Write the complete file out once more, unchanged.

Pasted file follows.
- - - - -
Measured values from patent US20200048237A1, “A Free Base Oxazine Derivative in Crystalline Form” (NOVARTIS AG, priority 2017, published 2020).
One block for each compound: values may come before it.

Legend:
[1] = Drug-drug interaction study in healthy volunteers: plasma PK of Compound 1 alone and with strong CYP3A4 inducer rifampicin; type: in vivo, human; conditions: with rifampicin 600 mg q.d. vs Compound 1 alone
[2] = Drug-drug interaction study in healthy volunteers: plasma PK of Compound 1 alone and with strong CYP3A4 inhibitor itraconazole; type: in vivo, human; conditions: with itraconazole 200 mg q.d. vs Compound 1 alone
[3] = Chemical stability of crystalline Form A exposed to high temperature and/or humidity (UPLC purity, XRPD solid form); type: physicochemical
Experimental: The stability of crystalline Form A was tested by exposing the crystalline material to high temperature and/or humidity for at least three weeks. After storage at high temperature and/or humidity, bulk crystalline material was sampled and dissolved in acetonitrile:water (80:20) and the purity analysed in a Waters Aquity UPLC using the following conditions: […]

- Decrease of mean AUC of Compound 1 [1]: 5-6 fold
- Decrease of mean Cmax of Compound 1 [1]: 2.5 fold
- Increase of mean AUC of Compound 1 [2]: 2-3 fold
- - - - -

Measured values from patent US20200048237A1, “A Free Base Oxazine Derivative in Crystalline Form” (NOVARTIS AG, priority 2017, published 2020).
One block for each compound: values may come before it.

Legend:
[1] = Drug-drug interaction study in healthy volunteers: plasma PK of Compound 1 alone and with strong CYP3A4 inducer rifampicin; type: in vivo, human; conditions: with rifampicin 600 mg q.d. vs Compound 1 alone
[2] = Drug-drug interaction study in healthy volunteers: plasma PK of Compound 1 alone and with strong CYP3A4 inhibitor itraconazole; type: in vivo, human; conditions: with itraconazole 200 mg q.d. vs Compound 1 alone
[3] = Chemical stability of crystalline Form A exposed to high temperature and/or humidity (UPLC purity, XRPD solid form); type: physicochemical
Experimental: The stability of crystalline Form A was tested by exposing the crystalline material to high temperature and/or humidity for at least three weeks. After storage at high temperature and/or humidity, bulk crystalline material was sampled and dissolved in acetonitrile:water (80:20) and the purity analysed in a Waters Aquity UPLC using the following conditions: […]

- Decrease of mean AUC of Compound 1 [1]: 5-6 fold
- Decrease of mean Cmax of Compound 1 [1]: 2.5 fold
- Increase of mean AUC of Compound 1 [2]: 2-3 fold